2021 Gordon Bell Prize Goes to Exascale-Powered Quantum Supremacy Challenge

By Oliver Peckham

November 18, 2021

Today at the hybrid virtual/in-person SC21 conference, the organizers announced the winners of the 2021 ACM Gordon Bell Prize: a team of Chinese researchers leveraging the new exascale Sunway system to simulate quantum circuits.

The Gordon Bell Prize, which comes with an award of $10,000 courtesy of HPC pioneer Gordon Bell, is awarded annually to an outstanding achievement in high-performance computing, with ACM intending to “track the progress over time of parallel computing, with particular emphasis on rewarding innovation in applying high-performance computing to applications in science, engineering, and large-scale data analytics.” Hundreds of volunteers evaluated the submissions for the ACM awards, and eventually, the selection committee settled on six finalists for the 2021 Gordon Bell Prize.

Over the course of the week, the six finalists for the Gordon Bell Prize presented their research, spanning quantum computing, molecular dynamics, spectroscopy and fusion energy. The researchers used a series of the most powerful supercomputers in the world, including the Anton 3 molecular dynamics specialist system, Summit (the most powerful publicly ranked system in the United States), Fugaku (the four-time reigning champion of the Top500) and the recently (partially) unveiled Sunway exascale system in China, which collected three of the six nominations.

But with SC21 beginning to come to wind down, Mark Parsons, chair of the Gordon Bell Prize selection committee, took the stage this afternoon to unveil the winners. And the winning research is…


Winner of the 2021 ACM Gordon Bell Prize

Closing the “Quantum Supremacy” Gap: Achieving Real-Time Simulation of a Random Quantum Circuit Using a New Sunway Supercomputer
Yong (Alexander) Liu, Xin (Lucy) Liu, Fang (Nancy) Li, Haohuan Fu, Yuling Yang, Jiawei Song, Pengpeng Zhao, Zhen Wang, Dajia Peng, Huarong Chen, Chu Guo, Heliang Huang, Wenzhao Wu and Dexun Chen

The fourteen researchers (whose affiliations span Zhejiang Lab, Tsinghua University, the National Supercomputing Center in Wuxi and the Shanghai Research Center for Quantum Sciences) leveraged the massive new Sunway exascale system that was more or less revealed during SC21 to conduct groundbreaking simulation of a quantum circuit.

“With Google’s “Quantum Supremacy” declaration in 2019, stating that the Sycamore superconductive quantum computer is over a billion times faster than Summit (comparing 200 seconds against 10,000 years in the task of measuring/simulating one million samples), the dawn of the quantum age starts to unfold in a more affirmative way,” the researchers wrote. “A later response from the IBM research team argues that they can accomplish the simulation on the classical Summit supercomputer … within a few days instead of 10,000 years.”

The team used the sampling of quantum states of a random quantum circuit as an example problem for the closing of this hotly debated quantum advantage. The researchers’ random quantum circuit simulator, combined with the firepower of the Sunway exascale system, simulated a 10×10(qubits)×(1+40+1)(depth) circuit at a sustained performance of a staggering 1.2 exaflops of single-precision computing power, or 4.4 exaflops of mixed-precision, which the researchers say is “A new milestone for classical simulation of quantum circuits.” They reduced the simulation sampling time to 304 seconds from that previous estimate of 10,000 years.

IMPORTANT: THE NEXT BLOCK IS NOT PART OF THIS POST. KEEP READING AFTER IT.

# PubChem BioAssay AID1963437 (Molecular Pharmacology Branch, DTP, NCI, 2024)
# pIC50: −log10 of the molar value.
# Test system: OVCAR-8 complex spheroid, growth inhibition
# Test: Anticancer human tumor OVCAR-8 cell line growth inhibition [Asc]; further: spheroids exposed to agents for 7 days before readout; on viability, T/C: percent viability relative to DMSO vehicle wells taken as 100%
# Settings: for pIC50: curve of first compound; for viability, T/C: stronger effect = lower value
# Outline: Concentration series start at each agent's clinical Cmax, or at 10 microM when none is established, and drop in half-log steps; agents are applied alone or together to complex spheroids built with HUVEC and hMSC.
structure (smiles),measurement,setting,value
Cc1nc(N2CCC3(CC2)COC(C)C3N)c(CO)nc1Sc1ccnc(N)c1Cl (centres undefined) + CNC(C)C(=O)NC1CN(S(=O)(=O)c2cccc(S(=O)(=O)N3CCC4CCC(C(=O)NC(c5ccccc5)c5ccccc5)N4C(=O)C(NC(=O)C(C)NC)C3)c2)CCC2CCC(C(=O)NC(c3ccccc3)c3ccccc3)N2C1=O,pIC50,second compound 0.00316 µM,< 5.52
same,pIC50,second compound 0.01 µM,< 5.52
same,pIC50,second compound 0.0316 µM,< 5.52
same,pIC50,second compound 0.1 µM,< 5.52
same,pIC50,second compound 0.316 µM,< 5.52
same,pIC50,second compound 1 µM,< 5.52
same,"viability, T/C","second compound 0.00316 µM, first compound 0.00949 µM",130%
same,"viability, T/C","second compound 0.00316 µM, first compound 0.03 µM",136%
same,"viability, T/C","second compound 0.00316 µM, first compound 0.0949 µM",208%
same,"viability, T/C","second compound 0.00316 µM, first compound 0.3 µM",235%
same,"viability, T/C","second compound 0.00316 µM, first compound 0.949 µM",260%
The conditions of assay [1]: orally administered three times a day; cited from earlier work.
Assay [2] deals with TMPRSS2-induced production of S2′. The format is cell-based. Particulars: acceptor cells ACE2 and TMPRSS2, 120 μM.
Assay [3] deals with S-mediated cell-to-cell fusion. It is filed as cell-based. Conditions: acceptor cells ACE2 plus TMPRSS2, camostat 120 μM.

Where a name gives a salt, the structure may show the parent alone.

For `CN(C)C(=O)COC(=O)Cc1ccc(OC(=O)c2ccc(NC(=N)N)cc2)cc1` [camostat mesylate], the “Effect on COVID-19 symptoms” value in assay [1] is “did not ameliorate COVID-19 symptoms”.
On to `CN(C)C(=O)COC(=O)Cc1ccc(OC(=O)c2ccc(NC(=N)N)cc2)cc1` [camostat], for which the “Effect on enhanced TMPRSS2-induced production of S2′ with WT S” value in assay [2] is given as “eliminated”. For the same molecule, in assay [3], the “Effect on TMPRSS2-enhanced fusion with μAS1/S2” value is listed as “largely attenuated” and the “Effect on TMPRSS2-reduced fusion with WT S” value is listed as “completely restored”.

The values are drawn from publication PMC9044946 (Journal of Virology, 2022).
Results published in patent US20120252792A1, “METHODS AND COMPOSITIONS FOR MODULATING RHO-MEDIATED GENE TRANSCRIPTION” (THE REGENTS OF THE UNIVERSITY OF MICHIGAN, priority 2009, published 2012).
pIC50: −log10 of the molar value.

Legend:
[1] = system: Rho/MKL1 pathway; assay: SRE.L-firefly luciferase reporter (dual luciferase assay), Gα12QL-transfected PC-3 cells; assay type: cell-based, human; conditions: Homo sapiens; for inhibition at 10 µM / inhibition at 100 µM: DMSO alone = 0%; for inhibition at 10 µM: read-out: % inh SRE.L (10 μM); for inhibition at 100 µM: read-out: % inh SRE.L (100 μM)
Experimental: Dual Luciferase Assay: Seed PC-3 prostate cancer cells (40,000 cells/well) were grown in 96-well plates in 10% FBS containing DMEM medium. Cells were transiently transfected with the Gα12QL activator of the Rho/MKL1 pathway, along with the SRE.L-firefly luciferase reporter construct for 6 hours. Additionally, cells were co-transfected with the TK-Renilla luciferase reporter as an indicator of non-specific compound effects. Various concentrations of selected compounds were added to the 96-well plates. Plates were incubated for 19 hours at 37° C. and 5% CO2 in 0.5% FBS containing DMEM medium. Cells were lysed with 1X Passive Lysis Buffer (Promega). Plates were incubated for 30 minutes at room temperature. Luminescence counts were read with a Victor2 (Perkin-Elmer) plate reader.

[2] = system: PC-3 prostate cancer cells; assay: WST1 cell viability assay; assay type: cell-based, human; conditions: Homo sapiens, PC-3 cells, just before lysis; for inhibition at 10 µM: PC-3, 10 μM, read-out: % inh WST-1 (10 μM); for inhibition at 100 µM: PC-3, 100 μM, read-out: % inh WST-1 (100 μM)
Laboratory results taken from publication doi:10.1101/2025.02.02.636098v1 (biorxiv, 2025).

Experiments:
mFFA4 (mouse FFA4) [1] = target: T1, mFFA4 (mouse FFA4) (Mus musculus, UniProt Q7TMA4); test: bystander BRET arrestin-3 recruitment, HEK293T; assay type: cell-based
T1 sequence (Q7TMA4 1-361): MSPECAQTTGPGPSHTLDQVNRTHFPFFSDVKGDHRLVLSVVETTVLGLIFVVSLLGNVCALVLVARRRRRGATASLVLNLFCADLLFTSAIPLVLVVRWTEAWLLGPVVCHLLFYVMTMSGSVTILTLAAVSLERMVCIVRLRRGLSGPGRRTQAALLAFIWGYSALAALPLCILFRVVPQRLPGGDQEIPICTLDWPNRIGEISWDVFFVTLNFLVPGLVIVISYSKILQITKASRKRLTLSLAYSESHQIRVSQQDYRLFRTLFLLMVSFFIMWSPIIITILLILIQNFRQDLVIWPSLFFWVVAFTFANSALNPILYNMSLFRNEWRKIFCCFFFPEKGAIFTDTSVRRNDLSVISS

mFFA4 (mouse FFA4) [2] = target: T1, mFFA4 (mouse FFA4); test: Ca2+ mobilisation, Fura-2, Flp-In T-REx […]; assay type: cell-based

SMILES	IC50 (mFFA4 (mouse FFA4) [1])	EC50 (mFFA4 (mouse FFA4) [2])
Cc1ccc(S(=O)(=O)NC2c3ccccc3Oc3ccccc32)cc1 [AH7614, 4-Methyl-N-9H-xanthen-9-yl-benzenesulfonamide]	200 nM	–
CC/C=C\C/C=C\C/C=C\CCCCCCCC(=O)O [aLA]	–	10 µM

Courtesy of the researchers, a summary of major classical random quantum circuit simulations. The X axis denotes the number of qubits, while the Y axis shows the corresponding memory space required. The sizes of the circles and rectangles denote the complexity/depth of the circuit.

To learn more about the Gordon Bell Prize-winning research, read the paper here.


ACM Gordon Bell Prize nominees

While the quantum simulation research is taking home the prize, the other five nominees represent some of the most intensive research for some of the most pressing research applications in the world. Brief descriptions are included below; follow the links to their respective papers to learn more about each of the teams’ remarkable work.

Anton 3: Twenty Microseconds of Molecular Dynamics Simulation Before Lunch
A whopping 67 researchers collaborated on this research, which resulted in the development of the specialized Anton 3 molecular dynamics supercomputer designed and built by D.E. Shaw Research. Anton 3, the researchers reported, is capable of simulating a million atoms at 100 microseconds per day across 512 nodes using an order of magnitude less energy per simulated microsecond than any other machine. To accomplish this feat, they implemented a series of architectural and algorithmic improvements, including a new, custom network, specialized pairwise interactions at different precisions and a new method called the “Manhattan Method” that addresses non-bonded interactions. To learn more, read the paper here.

A 400 Trillion-Grid Vlasov Simulation on Fugaku Supercomputer: Large-Scale Distribution of Cosmic Relic Neutrinos in a Six-Dimensional Phase Space